An investigation by the U.S. Senate has turned up some creative maneuvers that Apple used to avoid paying taxes on $44 billion of international income over the past four years.

Yesterday, a bipartisan senate subcommittee released a lengthy report detailing Apple’s tactics, which put the spotlight on Apple’s Irish subsidiaries, Apple Operations International and Apple Sales International. The report describes Ireland as a “tax haven” for Apple.

Even though billions of dollars flow through the Irish subsidiaries — in 2011, the subcommittee claims Apple held 64 percent of total income in Ireland — they apparently qualify as non-tax residents. Apple pays less then 2 percent of corporate sales tax for AOI and ASI in Ireland (far below the country’s typical 12 percent tax rate), and it hasn’t had to pay any taxes to the U.S.

Apple isn’t alone in how it manages it offshore finances, but just like the recent scathing New York Times report which detailed its other tax avoidance tactics, the subcommittee is using Apple to demonstrate the wider problem of elaborate international tax holdings. While the subcommittee doesn’t call Apple’s tactics illegal, it seems to be raising a moral argument about such extreme self-serving tax strategies.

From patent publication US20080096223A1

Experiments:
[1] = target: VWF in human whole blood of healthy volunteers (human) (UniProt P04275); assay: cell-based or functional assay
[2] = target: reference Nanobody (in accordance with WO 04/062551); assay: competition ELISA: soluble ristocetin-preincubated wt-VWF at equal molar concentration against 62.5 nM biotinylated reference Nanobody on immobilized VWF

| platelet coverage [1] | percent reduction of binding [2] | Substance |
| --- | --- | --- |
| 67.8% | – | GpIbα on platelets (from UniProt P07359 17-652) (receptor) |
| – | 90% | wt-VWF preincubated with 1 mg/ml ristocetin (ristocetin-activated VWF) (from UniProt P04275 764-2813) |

“Apple is exploiting an absurdity, one that we have not seen other corporations use,” said Sen. Carl Levin (D-Mich.) at a Capitol Hill hearing this morning. “And the absurdity need not continue.” Notably, the hearing was Apple CEO Tim Cook’s first appearance on the Hill.

In a statement released yesterday, Apple said it “doesn’t use tax gimmicks” and went on to note:

Apple does not move its intellectual property into offshore tax havens and use it to sell products back into the US in order to avoid US tax; it does not use revolving loans from foreign subsidiaries to fund its domestic operations; it does not hold money on a Caribbean island; and it does not have a bank account in the Cayman Islands. Apple has substantial foreign cash because it sells the majority of its products outside the US. International operations accounted for 61% of Apple’s revenue last year and two-thirds of its revenue last quarter. These foreign earnings are taxed in the jurisdiction where they are earned (“foreign, post-tax income”).

Reacting to the news, Ireland was quick to say that it wasn’t responsible for Apple’s low international tax rate, Reuters reports.

Photo: Sean Ludwig/VentureBeat


VentureBeat's mission is to be a digital town square for technical decision-makers to gain knowledge about transformative technology and transact. Our site delivers essential information on data technologies and strategies to guide you as you lead your organizations. We invite you to become a member of our community, to access:
  • up-to-date information on the subjects of interest to you
  • our newsletters
  • gated thought-leader content and discounted access to our prized events, such as Transform 2021: Learn More
  • networking features, and more
Become a member